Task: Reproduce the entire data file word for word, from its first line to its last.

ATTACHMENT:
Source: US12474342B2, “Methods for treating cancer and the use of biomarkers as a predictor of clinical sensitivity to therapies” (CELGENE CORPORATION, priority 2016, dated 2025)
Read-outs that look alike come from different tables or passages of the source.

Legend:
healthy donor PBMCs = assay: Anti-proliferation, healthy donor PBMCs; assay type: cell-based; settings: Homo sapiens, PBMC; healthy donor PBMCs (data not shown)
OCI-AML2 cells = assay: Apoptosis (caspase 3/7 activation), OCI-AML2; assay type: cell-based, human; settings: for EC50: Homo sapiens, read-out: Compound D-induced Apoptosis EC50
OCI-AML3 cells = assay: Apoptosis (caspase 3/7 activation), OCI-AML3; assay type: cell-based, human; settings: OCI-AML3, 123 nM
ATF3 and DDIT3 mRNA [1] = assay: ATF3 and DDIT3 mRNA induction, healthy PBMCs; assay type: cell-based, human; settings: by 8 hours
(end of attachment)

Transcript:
Source: US12474342B2, “Methods for treating cancer and the use of biomarkers as a predictor of clinical sensitivity to therapies” (CELGENE CORPORATION, priority 2016, dated 2025)
Read-outs that look alike come from different tables or passages of the source.

Legend:
healthy donor PBMCs = assay: Anti-proliferation, healthy donor PBMCs; assay type: cell-based; settings: Homo sapiens, PBMC; healthy donor PBMCs (data not shown)
OCI-AML2 cells = assay: Apoptosis (caspase 3/7 activation), OCI-AML2; assay type: cell-based, human; settings: for EC50: Homo sapiens, read-out: Compound D-induced Apoptosis EC50
OCI-AML3 cells = assay: Apoptosis (caspase 3/7 activation), OCI-AML3; assay type: cell-based, human; settings: OCI-AML3, 123 nM
ATF3 and DDIT3 mRNA [1] = assay: ATF3 and DDIT3 mRNA induction, healthy PBMCs; assay type: cell-based, human; settings: by 8 hours